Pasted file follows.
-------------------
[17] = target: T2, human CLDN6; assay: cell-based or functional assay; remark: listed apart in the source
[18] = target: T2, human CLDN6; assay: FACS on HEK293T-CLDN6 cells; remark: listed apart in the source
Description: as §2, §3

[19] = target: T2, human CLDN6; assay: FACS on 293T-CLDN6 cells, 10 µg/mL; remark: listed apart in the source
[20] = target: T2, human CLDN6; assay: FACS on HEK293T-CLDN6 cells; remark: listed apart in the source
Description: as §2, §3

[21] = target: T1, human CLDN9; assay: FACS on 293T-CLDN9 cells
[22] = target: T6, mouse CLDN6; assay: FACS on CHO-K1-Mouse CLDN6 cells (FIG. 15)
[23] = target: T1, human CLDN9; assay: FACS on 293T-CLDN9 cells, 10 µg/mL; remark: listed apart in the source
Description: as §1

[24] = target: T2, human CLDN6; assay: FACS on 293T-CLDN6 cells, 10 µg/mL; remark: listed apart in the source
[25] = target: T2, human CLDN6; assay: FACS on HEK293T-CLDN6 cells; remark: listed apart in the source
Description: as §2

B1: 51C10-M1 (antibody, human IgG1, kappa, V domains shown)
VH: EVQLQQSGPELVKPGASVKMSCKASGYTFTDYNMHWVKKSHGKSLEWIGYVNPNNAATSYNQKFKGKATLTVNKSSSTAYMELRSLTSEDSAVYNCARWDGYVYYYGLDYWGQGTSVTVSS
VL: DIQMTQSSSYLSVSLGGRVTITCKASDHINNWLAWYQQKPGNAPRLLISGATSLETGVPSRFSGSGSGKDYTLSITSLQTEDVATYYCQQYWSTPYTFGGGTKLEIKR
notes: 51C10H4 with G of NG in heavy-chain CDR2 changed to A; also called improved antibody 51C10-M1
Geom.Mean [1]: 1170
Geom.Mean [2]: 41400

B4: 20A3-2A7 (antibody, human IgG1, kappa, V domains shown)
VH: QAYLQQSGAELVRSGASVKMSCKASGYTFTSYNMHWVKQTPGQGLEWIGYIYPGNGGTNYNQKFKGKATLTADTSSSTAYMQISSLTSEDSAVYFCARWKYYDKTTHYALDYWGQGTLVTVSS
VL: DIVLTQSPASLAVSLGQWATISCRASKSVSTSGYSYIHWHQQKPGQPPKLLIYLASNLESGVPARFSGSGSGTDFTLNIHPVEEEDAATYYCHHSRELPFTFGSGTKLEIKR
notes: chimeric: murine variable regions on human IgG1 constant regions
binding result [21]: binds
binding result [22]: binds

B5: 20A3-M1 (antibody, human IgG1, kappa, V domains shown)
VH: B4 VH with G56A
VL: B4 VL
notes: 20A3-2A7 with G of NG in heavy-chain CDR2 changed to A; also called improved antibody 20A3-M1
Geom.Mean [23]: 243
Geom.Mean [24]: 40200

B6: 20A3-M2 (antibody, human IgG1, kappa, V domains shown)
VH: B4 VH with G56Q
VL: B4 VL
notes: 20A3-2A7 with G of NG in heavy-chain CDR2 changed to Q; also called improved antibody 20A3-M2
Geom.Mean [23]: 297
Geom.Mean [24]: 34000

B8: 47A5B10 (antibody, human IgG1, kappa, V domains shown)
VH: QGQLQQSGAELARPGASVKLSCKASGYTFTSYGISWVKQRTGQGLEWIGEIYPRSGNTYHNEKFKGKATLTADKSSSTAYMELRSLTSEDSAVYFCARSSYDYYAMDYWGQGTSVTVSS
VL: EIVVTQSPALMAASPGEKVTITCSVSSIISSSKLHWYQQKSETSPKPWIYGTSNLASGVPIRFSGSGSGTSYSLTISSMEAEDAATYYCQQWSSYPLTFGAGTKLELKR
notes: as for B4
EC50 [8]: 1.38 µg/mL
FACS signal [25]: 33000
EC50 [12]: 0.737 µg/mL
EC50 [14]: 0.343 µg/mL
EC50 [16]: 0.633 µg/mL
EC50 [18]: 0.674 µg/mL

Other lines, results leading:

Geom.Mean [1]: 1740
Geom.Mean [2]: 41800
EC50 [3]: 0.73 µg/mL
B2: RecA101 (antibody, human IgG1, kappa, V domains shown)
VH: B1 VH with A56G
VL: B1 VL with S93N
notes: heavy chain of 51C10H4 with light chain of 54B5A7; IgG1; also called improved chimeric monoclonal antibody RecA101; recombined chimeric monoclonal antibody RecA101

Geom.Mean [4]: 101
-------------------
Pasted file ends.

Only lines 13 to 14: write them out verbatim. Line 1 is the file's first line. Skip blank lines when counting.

Description: as §2

B1: 51C10-M1 (antibody, human IgG1, kappa, V domains shown)